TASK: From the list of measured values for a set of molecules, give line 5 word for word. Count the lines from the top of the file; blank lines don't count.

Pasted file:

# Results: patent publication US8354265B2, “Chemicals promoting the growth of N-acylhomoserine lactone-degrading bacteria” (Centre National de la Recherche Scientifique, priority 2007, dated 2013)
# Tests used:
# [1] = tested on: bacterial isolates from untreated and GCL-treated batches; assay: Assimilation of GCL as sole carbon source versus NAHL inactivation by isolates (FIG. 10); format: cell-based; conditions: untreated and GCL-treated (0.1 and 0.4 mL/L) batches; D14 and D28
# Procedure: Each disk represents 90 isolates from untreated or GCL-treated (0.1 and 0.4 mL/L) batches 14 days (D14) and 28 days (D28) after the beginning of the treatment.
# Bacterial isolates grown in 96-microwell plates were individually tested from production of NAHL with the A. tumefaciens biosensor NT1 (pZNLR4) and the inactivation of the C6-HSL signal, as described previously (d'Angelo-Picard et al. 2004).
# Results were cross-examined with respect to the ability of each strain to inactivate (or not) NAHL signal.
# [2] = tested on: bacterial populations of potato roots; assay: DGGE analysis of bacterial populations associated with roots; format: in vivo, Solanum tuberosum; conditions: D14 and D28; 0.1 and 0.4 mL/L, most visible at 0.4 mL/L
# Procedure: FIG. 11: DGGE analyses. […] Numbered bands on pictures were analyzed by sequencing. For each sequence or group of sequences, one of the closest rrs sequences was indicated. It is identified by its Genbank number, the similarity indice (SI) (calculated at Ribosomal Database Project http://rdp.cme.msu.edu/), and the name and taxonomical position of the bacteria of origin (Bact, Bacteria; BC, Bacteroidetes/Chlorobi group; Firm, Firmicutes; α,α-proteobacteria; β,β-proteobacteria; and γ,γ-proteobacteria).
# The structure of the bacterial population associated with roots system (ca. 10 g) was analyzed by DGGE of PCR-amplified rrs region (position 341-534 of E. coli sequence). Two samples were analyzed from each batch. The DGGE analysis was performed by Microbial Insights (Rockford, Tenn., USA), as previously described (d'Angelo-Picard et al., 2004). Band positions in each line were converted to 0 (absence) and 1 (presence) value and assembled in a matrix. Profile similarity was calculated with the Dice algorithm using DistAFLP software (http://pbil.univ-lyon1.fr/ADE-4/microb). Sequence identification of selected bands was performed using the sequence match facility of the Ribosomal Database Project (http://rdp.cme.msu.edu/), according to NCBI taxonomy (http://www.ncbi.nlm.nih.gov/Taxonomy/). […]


# Bacterial isolates grown in 96-microwell plates were individually tested from production of NAHL with the A. tumefaciens biosensor NT1 (pZNLR4) and the inactivation of the C6-HSL signal, as described previously (d'Angelo-Picard et al. 2004).